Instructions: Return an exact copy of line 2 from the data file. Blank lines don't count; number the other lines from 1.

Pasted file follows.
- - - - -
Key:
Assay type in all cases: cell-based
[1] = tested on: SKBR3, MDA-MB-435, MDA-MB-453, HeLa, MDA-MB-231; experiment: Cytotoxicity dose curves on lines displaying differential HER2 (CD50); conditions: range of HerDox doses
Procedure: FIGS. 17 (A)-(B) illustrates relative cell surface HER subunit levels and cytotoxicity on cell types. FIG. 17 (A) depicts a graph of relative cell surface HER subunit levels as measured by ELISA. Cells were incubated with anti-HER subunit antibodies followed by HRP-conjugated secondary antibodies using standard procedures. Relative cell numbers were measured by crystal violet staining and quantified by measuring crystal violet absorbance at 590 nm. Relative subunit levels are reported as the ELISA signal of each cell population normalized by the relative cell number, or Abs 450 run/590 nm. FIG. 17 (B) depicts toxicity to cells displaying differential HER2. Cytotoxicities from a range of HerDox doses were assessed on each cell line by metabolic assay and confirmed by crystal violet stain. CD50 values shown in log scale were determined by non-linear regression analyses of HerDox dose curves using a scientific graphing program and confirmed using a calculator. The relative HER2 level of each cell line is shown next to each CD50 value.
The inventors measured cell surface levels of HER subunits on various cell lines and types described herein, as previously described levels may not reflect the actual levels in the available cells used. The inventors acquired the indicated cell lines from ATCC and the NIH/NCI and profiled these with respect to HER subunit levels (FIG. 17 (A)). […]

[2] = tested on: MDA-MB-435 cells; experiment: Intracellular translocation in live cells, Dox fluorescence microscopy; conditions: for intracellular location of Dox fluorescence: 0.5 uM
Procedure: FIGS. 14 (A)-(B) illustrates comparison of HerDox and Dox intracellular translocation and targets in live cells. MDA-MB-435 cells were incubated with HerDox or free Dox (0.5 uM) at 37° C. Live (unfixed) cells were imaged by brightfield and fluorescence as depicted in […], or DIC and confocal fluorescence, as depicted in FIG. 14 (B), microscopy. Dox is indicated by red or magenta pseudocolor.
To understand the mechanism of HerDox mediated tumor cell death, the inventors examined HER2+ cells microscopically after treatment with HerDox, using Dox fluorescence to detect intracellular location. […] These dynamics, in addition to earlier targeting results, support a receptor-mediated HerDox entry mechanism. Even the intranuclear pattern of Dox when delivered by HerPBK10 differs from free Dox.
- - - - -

Assay type in all cases: cell-based